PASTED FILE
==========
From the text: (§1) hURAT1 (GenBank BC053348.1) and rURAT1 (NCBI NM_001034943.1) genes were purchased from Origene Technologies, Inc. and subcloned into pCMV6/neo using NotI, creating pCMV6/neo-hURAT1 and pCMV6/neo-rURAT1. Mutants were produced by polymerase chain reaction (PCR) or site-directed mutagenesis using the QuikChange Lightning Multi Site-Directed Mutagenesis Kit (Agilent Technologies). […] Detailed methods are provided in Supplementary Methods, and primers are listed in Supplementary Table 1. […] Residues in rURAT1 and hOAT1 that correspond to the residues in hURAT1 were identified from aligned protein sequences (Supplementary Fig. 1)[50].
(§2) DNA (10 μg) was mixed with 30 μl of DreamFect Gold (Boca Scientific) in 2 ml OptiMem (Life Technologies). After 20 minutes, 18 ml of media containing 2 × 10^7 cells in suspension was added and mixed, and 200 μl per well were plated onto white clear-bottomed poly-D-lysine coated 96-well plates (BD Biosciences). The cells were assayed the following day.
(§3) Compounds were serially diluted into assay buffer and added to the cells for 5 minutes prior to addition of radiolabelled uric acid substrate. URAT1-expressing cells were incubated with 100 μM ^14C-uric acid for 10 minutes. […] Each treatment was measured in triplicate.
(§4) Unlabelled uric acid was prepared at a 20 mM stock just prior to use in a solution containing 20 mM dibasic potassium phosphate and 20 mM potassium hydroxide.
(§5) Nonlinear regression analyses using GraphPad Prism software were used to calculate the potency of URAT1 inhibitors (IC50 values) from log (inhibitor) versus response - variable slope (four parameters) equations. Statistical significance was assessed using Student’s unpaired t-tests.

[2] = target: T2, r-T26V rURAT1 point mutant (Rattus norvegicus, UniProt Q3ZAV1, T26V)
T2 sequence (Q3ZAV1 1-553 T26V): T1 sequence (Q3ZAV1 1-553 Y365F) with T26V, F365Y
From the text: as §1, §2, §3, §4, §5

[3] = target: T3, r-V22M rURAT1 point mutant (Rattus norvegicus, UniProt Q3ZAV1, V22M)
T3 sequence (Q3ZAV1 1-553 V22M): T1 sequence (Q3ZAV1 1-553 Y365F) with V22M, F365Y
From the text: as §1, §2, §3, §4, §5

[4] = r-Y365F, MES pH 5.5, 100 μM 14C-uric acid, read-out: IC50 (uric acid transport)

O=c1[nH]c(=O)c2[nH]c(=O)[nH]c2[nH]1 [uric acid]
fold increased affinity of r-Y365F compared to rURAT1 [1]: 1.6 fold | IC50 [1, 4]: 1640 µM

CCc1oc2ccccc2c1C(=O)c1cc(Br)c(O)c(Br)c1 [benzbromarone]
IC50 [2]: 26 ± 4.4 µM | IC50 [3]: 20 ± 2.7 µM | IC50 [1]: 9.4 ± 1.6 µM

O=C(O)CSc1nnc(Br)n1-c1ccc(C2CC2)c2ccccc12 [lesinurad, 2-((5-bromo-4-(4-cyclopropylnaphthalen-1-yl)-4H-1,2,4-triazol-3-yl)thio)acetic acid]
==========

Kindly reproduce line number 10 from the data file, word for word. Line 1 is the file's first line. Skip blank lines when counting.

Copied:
T3 sequence (Q3ZAV1 1-553 V22M): T1 sequence (Q3ZAV1 1-553 Y365F) with V22M, F365Y